RPGs have experienced a recent resurgence in popularity, thanks to companies like Nippon Ichi. Thanks to titles like Disgaea, La Pucelle: Tactics and Phantom Brave, PS2 owners have been introduced to dozens of hours of gameplay and tons of unlockable secrets that foster replayablity. But much more impressive than these facts, Nippon Ichi has melded turn-based strategy/RPG gameplay with anime influenced visuals to fully engage players. However, their latest title, Atelier Iris, takes a departure from their usual formula, leaning more towards a traditional role playing game than anything else.
Atelier Iris revolves around Klein, a young alchemist looking to make a name for himself in the world. A capable magician who’s also self-confident and headstrong, Klein typically runs into people who discount his abilities or his talents based on his youthful appearance. One of these people is Lita, a likeminded fighter that’s parlayed her considerable brawling skills into being a Galgazit, or a bounty hunter of monsters. As time goes on, Klein and Lita form a team of hunters to track down beasts known as Growloons, seemingly harmless creatures that summon evil beasts.
Obviously, magic plays a large role in Atelier Iris. However, it’s the way the magic is handled that makes the spell casting system unique in the game. Klein will have to gather elements for magic by breaking objects, extracting them from monsters and acquiring items. These elements can then be processed and synthesized with other materials to form new items, weapons or spells. While you won’t have to depend on merchants for life restoring items, you will be able to use their services to synthesize even higher quality goods from your backpacks. Merchants also give you jobs, ranging from your standard delivery mission to elimination of monsters in a region. Fulfilling these tasks will earn you money or rewards for your team.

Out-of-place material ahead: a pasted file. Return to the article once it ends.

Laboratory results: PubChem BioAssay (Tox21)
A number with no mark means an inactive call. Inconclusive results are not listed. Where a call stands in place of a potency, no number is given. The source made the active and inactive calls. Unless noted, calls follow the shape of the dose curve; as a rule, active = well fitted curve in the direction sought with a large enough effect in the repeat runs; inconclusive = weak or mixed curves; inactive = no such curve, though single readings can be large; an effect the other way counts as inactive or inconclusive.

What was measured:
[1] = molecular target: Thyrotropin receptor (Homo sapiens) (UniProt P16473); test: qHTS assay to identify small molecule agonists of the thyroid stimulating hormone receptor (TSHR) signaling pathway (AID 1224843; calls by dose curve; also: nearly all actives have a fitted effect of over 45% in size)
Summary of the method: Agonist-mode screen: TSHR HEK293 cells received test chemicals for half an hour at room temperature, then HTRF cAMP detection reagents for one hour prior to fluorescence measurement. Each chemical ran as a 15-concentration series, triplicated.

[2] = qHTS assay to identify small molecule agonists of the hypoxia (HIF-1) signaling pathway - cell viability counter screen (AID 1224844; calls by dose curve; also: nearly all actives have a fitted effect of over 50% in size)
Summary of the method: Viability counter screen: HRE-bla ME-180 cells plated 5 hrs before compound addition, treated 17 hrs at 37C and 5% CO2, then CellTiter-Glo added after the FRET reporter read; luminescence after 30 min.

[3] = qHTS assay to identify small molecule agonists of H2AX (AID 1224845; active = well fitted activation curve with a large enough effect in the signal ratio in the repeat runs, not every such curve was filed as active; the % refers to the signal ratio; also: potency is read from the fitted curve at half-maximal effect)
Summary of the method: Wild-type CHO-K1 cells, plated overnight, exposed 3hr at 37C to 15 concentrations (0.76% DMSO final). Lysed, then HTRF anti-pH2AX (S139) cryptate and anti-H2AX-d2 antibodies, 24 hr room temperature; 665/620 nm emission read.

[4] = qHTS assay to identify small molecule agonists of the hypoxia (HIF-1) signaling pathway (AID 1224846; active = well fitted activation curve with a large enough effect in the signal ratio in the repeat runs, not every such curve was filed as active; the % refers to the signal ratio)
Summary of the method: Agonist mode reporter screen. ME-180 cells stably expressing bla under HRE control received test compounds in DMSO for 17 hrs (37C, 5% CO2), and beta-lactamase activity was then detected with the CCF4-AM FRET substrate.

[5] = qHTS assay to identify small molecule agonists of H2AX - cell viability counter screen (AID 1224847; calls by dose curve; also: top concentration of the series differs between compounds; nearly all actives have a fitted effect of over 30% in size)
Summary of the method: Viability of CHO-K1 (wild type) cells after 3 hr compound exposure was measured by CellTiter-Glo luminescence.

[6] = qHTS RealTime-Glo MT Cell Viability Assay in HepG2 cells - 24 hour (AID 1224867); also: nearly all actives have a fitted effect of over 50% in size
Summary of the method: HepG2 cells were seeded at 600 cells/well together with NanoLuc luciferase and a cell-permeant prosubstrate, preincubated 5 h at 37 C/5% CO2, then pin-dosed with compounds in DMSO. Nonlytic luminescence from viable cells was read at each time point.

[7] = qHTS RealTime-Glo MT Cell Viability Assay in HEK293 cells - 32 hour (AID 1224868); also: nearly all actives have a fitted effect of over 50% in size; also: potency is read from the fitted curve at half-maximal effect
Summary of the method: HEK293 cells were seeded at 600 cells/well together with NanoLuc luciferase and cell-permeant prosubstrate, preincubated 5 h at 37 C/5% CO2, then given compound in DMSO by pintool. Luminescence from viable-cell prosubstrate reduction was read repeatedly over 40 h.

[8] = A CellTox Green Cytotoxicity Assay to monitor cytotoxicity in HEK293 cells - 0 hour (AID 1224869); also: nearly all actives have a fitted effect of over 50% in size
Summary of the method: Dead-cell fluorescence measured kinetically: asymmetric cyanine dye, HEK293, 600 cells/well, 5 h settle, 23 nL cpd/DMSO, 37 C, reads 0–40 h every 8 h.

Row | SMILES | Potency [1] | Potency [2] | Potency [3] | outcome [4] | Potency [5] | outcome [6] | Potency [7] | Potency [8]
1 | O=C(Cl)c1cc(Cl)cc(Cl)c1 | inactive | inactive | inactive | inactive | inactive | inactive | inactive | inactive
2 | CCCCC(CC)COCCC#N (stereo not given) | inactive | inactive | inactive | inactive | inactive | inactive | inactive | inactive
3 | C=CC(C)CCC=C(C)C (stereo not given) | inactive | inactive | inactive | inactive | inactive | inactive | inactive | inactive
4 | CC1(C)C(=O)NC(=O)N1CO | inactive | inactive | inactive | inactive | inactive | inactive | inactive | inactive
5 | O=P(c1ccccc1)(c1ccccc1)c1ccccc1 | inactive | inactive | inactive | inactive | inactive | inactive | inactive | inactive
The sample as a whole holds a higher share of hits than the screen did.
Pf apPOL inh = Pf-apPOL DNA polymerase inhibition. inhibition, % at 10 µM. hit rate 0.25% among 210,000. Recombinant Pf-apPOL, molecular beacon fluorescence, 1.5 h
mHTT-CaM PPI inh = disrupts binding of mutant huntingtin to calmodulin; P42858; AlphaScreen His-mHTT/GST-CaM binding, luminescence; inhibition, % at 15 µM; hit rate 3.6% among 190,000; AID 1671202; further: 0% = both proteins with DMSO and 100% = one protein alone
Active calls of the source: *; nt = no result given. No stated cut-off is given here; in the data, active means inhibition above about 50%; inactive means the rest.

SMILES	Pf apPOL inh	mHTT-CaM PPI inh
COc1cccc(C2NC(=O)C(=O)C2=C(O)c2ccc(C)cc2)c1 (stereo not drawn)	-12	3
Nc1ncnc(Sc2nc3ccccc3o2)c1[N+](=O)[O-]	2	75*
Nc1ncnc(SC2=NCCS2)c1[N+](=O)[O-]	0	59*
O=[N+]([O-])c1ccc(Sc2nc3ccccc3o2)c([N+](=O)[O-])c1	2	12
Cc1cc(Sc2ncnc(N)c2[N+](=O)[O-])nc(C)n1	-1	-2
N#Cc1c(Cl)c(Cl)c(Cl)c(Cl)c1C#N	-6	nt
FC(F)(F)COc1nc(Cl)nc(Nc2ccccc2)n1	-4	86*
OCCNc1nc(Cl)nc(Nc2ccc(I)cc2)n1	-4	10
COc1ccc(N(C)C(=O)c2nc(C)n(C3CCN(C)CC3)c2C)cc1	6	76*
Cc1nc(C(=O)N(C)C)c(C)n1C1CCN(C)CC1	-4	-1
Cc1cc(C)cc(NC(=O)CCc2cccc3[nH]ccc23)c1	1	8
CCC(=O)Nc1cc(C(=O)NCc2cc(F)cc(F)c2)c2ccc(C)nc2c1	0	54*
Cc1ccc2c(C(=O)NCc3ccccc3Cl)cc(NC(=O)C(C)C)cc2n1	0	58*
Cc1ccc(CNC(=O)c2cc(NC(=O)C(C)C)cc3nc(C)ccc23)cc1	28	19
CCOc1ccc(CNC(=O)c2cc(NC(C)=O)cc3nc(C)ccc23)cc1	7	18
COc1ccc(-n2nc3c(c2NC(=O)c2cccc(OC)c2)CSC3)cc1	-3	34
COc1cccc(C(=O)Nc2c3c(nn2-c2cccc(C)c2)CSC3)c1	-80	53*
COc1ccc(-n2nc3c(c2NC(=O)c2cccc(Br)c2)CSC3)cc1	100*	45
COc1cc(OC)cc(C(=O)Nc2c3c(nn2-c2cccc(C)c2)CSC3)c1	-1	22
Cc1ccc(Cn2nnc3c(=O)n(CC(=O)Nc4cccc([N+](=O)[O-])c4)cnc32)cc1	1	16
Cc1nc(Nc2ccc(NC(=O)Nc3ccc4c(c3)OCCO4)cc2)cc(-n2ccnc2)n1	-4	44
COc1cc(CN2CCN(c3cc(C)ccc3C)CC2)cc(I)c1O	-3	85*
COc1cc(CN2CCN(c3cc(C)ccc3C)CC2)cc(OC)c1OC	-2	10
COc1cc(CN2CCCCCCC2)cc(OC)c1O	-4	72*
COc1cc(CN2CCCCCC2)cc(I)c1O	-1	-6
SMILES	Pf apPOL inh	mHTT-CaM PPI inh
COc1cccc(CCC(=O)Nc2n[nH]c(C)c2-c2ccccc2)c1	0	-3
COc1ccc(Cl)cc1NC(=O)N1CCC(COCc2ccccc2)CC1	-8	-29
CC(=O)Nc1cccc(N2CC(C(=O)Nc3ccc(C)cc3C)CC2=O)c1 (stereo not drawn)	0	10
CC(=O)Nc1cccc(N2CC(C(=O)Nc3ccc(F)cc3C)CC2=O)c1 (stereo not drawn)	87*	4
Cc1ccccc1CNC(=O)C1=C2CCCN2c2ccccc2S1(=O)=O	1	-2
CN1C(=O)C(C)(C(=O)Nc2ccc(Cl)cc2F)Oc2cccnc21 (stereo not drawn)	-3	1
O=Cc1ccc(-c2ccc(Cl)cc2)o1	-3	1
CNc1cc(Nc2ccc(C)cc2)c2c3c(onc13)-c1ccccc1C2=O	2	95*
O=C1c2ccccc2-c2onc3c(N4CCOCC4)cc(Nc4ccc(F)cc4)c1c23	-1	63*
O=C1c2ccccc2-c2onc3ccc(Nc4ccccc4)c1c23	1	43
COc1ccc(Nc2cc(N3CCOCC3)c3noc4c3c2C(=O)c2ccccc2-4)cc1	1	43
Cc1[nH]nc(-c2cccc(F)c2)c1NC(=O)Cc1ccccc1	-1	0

Interestingly, Atelier Iris also features a creative tutorial system narrated by one of the game characters. Headed by Popo, a magical creature known as a Mana, players are introduced to new features of the game as they progress through the title. But this isn’t the standard list of text that you find in other RPGs. Popo and the other game characters interact throughout the entire session, making fun of each other and even the features they’re explaining. It’s a break from the norm, but it’s very humorous to watch. Speaking of the “Mana,” these supernatural creatures aid Klein in his alchemy, creating items and spells. One of the more unique twists is that, as living beings, these creatures have their own personalities, and can be insulted or worked into a bad mood. To get them to produce their effects again, you’ll have to manage their attitudes and give them gifts that make them happy. It’s a different way to manage your party, and one that keeps you on your toes.
The anime influence from previous Nippon Ichi games is apparent with the character models; similarly, the amount of voice acting that you’d find in their other titles seems to be matched within Atelier Iris, although the characters seem to enjoy making fun of each other more. We’re looking forward to this new RPG when it hits shelves later this month; check back soon for a full review!
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